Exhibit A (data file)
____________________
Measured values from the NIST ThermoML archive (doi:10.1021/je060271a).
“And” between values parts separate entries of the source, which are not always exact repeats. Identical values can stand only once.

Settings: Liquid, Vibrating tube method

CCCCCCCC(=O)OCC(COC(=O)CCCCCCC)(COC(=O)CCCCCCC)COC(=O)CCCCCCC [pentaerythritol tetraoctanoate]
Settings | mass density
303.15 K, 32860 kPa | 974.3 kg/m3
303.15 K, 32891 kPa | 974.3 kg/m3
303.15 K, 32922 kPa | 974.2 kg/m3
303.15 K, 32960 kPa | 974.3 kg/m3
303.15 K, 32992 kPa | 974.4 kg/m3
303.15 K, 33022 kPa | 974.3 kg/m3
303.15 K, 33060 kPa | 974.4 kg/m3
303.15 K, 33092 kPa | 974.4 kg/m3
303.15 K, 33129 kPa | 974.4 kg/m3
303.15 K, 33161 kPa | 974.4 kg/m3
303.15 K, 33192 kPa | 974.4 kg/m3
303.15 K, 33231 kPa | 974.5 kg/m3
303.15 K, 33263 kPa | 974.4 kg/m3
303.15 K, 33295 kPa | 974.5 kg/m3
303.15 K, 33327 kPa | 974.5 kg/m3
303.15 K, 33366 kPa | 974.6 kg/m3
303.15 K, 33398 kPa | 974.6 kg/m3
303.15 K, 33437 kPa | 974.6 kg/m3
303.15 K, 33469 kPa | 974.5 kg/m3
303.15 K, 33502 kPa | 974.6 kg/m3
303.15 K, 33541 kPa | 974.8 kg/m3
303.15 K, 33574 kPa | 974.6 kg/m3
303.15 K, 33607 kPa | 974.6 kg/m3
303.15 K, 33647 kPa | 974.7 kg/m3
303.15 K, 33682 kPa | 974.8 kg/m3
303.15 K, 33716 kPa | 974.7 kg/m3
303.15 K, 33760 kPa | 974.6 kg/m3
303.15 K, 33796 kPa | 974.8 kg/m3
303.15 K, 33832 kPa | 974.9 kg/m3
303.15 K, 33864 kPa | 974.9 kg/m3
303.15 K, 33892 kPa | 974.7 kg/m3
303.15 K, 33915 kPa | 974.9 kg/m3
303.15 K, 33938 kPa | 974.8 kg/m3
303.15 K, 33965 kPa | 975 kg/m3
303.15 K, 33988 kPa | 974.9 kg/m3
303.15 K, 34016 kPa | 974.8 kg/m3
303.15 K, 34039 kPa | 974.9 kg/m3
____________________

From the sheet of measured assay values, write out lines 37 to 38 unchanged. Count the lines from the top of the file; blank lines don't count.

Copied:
303.15 K, 33915 kPa | 974.9 kg/m3
303.15 K, 33938 kPa | 974.8 kg/m3